Another HCE/CMO who worked in a hospital explained how efforts like the Joint Commission had improved the work environment: "[There is much more] honesty among staff. Unprofessional behavior is no longer tolerated, even among certain specialists. Staff knows they can speak up and that they will be heard." In settings where organizations invested in creating teams, physicians described having scribes and/or well-trained office staff with a customer service approach, which took some burden off physicians. One PCP stated, "It gives me time so I can think and feel less rushed."
Negative impacts of today's business pressures: Most HCEs and PCPs discussed how "physicians are in survival mode" and "burned out." They described negative factors such as volume and productivity pressures, electronic health record burdens, complexities of the current system, and persistent undervaluing of primary care. Several worried that the pressures were affecting the physician's ability to care and deliver high quality patient care.
One HCE asserted, "The volume-driven world doesn't work." Another noted the negative impacts of "managing costs by securing permission with prior authorizations and gathering specific data on what physicians are doing to improve management functions" as making "physicians feel like professional documenters who also give medical advice." One PCP summarized his frustration with the complexity:
"Sometimes I feel like I'm working at an airline and by the time someone comes to me they're already frustrated with other things that have happened. By the time they get to my counter. I can be as nice as possible and they'll still be frustrated and feel screwed. Their insurance won't cover the med. They can't get in touch with the nutritionist I referred them to. Their food budget will only go so far. They've hit all these barriers. Their frustration is obvious. And the whole health care system reflects on me, the individual provider. The bills, the fees, the referrals have become so complex and difficult to navigate, and the patient is fed up."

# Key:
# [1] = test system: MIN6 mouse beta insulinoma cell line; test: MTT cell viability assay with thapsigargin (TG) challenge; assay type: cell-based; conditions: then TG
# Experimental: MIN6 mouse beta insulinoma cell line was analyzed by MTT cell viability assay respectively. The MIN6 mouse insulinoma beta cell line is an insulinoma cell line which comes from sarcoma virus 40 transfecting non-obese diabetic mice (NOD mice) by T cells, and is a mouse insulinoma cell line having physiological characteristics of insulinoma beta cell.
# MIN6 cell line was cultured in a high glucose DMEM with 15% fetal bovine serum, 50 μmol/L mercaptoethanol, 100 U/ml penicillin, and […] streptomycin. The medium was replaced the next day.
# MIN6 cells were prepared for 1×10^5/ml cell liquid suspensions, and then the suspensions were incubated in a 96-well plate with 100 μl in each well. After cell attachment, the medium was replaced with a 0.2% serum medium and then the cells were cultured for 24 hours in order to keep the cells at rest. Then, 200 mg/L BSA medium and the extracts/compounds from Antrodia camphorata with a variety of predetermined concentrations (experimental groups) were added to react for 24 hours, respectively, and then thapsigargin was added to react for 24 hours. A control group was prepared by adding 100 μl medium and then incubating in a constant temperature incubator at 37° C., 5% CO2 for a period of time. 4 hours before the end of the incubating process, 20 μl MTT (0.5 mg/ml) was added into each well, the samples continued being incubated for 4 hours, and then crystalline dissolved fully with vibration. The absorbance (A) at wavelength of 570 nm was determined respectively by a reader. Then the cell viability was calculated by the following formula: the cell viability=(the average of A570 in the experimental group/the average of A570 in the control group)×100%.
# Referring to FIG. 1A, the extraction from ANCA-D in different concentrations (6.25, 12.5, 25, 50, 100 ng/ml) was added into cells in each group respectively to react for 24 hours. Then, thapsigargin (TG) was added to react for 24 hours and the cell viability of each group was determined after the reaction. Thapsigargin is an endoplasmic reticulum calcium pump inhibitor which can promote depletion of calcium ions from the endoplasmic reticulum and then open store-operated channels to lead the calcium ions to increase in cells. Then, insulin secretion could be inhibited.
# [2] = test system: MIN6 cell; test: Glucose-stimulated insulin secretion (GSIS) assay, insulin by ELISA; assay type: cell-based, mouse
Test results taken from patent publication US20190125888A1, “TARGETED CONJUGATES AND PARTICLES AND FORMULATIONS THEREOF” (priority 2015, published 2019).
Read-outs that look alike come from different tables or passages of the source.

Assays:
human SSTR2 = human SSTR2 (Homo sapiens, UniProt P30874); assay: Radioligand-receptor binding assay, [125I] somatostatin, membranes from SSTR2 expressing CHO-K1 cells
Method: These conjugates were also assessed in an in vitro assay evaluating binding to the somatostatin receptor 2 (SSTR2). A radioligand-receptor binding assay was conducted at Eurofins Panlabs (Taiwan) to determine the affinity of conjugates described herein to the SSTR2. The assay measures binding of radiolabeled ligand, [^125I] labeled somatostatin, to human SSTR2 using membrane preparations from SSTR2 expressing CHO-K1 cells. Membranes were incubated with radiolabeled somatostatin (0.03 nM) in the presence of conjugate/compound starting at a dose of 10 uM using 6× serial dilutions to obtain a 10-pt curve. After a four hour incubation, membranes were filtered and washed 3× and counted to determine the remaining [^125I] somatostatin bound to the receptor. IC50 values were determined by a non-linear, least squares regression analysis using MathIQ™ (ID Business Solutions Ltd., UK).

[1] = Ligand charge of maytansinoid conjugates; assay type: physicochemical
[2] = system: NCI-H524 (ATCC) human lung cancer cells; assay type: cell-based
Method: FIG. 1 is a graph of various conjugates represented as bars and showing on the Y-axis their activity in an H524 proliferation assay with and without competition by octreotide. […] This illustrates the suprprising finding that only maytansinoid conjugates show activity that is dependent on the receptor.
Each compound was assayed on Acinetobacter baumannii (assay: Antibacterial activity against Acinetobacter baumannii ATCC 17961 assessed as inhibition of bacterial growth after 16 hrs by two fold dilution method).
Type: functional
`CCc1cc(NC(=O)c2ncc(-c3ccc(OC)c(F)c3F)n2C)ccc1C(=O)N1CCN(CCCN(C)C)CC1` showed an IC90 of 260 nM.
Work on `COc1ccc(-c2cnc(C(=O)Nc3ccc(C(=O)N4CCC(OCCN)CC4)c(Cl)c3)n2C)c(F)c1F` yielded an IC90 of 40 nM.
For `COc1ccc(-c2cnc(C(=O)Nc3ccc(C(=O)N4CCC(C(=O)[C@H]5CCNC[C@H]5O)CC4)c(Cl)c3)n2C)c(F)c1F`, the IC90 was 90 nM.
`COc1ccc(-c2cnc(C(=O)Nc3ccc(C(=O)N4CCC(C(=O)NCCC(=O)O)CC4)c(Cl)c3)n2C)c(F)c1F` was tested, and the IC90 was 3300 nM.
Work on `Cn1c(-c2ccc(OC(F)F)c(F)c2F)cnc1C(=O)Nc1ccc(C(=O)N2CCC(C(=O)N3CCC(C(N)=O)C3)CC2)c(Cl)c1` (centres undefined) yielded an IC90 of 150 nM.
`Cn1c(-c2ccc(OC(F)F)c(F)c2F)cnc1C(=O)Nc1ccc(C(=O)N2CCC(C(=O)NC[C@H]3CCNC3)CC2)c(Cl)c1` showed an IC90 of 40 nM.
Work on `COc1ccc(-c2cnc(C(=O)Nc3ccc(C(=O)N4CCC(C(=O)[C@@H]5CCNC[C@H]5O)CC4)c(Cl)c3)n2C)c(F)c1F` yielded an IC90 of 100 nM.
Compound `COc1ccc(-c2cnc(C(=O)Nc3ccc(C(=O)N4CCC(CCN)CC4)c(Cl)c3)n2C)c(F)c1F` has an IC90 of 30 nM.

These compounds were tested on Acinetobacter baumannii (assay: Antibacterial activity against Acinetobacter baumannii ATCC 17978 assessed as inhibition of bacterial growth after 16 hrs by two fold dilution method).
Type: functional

A HCE commented on how the "current payment model has not kept up with delivery system changes. Procedures are rewarded over thinking, and disrespect for PCPs shows up in subtle ways." One PCP reported two different specialists refusing to do prior authorizations for medications they had prescribed, so the prior authorizations came back to the PCP to complete. "I guess doing prior auths is beneath them," she concluded.
Several HCEs/CMOs stated that physician burnout was limiting "emotional generosity to help each other, and this is not just millennials." Another HCE/CMO reported: "People are worried when the physician seems not to care. This is emotional withdrawal . . . I get complaints about physician behavior, and when I dig in, I find it had nothing to do with the patient, but the physician couldn't separate [a difficult encounter] from affecting this [subsequent] interaction."